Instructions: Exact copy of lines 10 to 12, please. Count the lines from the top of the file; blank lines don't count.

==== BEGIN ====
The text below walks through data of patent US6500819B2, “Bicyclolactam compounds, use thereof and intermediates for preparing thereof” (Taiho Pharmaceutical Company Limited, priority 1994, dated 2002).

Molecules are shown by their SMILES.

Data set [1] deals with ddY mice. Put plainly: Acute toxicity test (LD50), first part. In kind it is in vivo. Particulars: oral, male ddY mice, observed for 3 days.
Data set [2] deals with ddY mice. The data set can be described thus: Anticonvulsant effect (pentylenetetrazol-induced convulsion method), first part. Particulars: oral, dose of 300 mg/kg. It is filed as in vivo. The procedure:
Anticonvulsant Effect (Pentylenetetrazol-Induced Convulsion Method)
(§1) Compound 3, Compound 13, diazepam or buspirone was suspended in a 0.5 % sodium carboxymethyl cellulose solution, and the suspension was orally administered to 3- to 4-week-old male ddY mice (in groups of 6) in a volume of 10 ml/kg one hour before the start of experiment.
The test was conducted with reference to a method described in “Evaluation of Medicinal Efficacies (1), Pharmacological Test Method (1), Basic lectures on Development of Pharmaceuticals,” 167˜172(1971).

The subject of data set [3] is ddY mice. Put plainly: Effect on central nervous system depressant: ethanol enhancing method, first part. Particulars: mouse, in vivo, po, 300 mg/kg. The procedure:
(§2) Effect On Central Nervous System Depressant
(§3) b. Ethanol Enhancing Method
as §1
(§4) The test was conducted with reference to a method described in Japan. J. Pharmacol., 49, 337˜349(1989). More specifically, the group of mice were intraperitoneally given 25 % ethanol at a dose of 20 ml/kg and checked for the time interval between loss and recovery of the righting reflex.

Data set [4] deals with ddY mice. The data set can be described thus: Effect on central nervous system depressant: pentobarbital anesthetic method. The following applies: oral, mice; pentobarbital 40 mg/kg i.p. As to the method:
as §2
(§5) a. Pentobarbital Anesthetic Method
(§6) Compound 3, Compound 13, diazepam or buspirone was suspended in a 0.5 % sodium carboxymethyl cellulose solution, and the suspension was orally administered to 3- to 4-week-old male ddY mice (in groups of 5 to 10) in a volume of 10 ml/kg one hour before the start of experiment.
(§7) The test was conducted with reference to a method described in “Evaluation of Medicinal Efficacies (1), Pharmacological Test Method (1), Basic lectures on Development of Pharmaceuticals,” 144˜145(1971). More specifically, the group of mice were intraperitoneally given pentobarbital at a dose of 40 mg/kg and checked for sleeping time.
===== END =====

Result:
(§3) b. Ethanol Enhancing Method
as §1
(§4) The test was conducted with reference to a method described in Japan. J. Pharmacol., 49, 337˜349(1989). More specifically, the group of mice were intraperitoneally given 25 % ethanol at a dose of 20 ml/kg and checked for the time interval between loss and recovery of the righting reflex.